Posted: 12 Nov 2021 03:23 GMT
The experts recalled that the phenomenon could have consequences for people, such as problems in electrical networks and interference in communications.
In recent days the Earth has been hit by a large geomagnetic storm resulting from a series of outbursts on the surface of the Sun, raising concerns about so-called “cannibalistic” solar storms, reports the Space.com portal.
These eruptions have been monitored since early November by the Space Weather Prediction Center (SWPC), which is part of the National Oceanic and Atmospheric Administration (NOAA). Since then, several coronal mass ejections (known as CMEs) have been detected, consisting of clouds of billions of tons of plasma gas with magnetic fields of radiation and wind billowing from our star.
Although the phenomenon is part of the normal life cycles of the Sun, which usually last 11 years, the concern of scientists lies in the effects it could have on our planet. The SWPC warned of the possible consequences of current magnetic storms on people’s lives such as voltage irregularities in the power grid, false alarms in security devices and intermittent satellite navigation (GPS) problems.
This week’s geomagnetic storm showed one of the worst scenarios according to observers, as it originated thanks to the merger of bursts of different CMEs, when a subsequent ejection moved faster than its predecessor. “That first CME essentially made its way through about 150 million kilometers and almost made way for other CMEs to come in behind it. Sometimes we use the term ‘cannibalize’ the one in front,” explained Bill Murtagh, SWPC coordinator. .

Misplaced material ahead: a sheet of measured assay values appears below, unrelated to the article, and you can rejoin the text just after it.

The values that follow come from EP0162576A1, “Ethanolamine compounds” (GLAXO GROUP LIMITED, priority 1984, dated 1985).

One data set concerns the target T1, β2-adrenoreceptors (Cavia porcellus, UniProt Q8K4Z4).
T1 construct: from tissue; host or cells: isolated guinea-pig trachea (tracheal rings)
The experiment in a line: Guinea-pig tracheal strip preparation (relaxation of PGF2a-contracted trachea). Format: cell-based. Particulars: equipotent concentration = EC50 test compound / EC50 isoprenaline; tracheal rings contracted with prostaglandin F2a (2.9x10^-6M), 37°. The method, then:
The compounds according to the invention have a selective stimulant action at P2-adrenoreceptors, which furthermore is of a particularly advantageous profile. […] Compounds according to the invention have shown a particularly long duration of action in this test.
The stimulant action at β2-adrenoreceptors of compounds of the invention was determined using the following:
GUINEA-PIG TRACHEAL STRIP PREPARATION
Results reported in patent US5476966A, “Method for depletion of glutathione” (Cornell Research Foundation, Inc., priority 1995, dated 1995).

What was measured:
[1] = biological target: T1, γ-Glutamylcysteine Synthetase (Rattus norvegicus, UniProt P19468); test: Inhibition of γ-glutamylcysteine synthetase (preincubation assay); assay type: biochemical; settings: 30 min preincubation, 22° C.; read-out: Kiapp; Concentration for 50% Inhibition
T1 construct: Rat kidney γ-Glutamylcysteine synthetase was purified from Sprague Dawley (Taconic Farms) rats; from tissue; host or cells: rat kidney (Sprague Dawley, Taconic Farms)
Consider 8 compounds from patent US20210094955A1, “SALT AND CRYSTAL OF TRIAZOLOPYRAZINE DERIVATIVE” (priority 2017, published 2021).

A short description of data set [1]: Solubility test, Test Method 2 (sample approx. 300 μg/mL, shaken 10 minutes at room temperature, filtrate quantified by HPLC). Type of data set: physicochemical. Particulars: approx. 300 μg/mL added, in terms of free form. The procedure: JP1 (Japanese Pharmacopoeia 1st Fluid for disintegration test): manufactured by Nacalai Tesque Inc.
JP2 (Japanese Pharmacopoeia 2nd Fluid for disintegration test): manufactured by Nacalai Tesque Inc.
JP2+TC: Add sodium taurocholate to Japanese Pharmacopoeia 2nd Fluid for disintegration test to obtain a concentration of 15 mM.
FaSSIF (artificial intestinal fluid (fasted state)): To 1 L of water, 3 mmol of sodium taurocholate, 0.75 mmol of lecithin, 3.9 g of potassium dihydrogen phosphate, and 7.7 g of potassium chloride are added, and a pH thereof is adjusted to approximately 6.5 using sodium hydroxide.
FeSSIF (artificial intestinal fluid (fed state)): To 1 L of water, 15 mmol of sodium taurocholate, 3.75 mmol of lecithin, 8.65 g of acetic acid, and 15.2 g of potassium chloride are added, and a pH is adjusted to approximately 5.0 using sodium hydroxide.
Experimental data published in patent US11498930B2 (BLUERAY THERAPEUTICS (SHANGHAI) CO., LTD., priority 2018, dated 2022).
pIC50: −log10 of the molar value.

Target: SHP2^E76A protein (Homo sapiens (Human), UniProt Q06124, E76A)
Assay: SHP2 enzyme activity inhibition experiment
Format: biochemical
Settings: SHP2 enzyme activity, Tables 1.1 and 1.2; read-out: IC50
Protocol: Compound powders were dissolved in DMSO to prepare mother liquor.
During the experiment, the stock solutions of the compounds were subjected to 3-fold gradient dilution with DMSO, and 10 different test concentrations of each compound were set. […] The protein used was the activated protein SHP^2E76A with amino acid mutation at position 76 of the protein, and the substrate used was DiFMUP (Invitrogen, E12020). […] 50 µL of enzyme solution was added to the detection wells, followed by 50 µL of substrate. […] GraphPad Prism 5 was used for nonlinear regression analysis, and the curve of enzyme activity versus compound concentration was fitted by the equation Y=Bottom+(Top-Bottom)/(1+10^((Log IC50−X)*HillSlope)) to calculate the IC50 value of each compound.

The specialist pointed out that so far these scenarios are manageable, but with the “cannibalistic” CME phenomenon, where several ejections come together, geomagnetic storms could interfere with the Earth’s infrastructure, affecting communication systems and electrical devices. .
This type of damage has already been registered in the past. According to NASA, in the Canadian province of Quebec a solar storm caused a 12-hour blackout in 1989, while the US experienced power losses; and in 1859 one of the largest known solar storms wiped out telegraph systems and brought auroras to Hawaii.